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5 things we learned about the state of Green Business

Updated: Mar 21, 2022

Every year, Greenbiz releases a report reviewing the metrics of thousands of companies around the world. The report looks at factors such as circular economy, clean energy, and climate tech and how they influence the direction the business world is headed. The State of Green Business 2022 report focused a lot of attention on issues surrounding the pandemic such as how Covid has shaped the workplace, the disruption in the supply chain, and human rights. We reviewed the 2022 report and here are some insights on 5 things we learned:


The State of Net Zero

There has been a rise in net zero commitments but the speed at which these commitments are being achieved is lacking. The goal is to have companies commit to getting as close to net zero as possible by a deadline of year 2050. What is Net Zero? It is when as many greenhouse gases are being emitted are equal to the amount being taken from the air, and it is this point at which we can halt the advance of global warming. There has been a lot of talk about the push for net zero, but it seems as though many companies are not taking the timeline seriously.


There needs to be more of a sense of urgency and companies need a specific pathway and plans if we are to meet these deadlines. There are countless ways in which we can shift towards true zero targets such as tightening our reductions targets, prioritizing innovative technologies, diversifying clean energy resources, and utilizing energy storage.


Green Jobs & Skills

As we move towards a low carbon economy, more and more green jobs are being created and training to step into green jobs is becoming more important. The report notes that jobs aren’t generally either ‘green’ or ‘not green’, but rather will fall somewhere along a spectrum as they may have “green” elements. Greenbiz has come up with a measurement system for the “greenness” of jobs and skills. By measuring this, we will be able to see which jobs sectors need to be made ‘greener’ and where we need to make investment into green upskilling.


Circular Economy

A circular economy approaches economic development by focusing on designing to benefit business, society, and the environment together. There is a global push to create a more circular economy, focusing on innovation and confronting climate change, creating value throughout the value chain, and a shift away from a linear economy where we produce and create waste, to circular design with renewable energy and no waste. Check out the Ellen MacArthur Foundation to learn more about circular economy around the globe, and visit the Circular Economy Institute to upskill in this increasingly important movement.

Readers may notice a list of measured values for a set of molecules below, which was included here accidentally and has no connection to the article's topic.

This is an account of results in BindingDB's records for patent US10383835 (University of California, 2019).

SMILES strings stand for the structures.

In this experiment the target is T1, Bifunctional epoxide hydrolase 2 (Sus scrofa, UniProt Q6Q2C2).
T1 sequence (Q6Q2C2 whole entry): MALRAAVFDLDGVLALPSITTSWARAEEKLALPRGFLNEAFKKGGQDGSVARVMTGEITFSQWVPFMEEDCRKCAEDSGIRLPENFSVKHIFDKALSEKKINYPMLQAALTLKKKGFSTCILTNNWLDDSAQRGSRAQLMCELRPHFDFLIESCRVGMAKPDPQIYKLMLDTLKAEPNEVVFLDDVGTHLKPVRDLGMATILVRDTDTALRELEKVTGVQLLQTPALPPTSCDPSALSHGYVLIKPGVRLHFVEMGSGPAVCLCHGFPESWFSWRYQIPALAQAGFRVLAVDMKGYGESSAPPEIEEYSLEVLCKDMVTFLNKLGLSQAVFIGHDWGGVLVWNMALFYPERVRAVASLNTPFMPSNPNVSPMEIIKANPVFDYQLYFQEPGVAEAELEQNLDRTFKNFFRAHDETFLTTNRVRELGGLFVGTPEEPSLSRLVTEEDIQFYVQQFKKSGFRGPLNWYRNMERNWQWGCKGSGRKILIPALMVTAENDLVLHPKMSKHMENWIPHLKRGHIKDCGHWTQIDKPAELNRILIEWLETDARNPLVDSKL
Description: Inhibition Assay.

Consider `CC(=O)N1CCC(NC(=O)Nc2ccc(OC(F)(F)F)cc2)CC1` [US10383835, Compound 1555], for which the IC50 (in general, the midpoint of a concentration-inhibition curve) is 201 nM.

Clean Energy

Renewable energy is one of the most important factors in creating a circular economy. By shifting to renewable energy, we are prioritizing our net-zero commitments, green jobs, and environmental protection. Now companies are figuring out how to match clean energy demand with supply such as through energy storage and diversifying sources.


ESG Regulation Reporting

ESG reporting refers to the full disclosure of information and data on a company’s operations within environmental, social, and corporate governance. It is becoming increasingly expected of the larger corporations, particularly by investors, however it has been difficult to regulate. In 2021 the International Sustainability Standards Board (ISSB) was formed as a means of providing a comprehensive global baseline of sustainability-related disclosure standards. It will encourage uptake of ESG reporting and will help standardize the requirements to help prevent greenwashing and false information.

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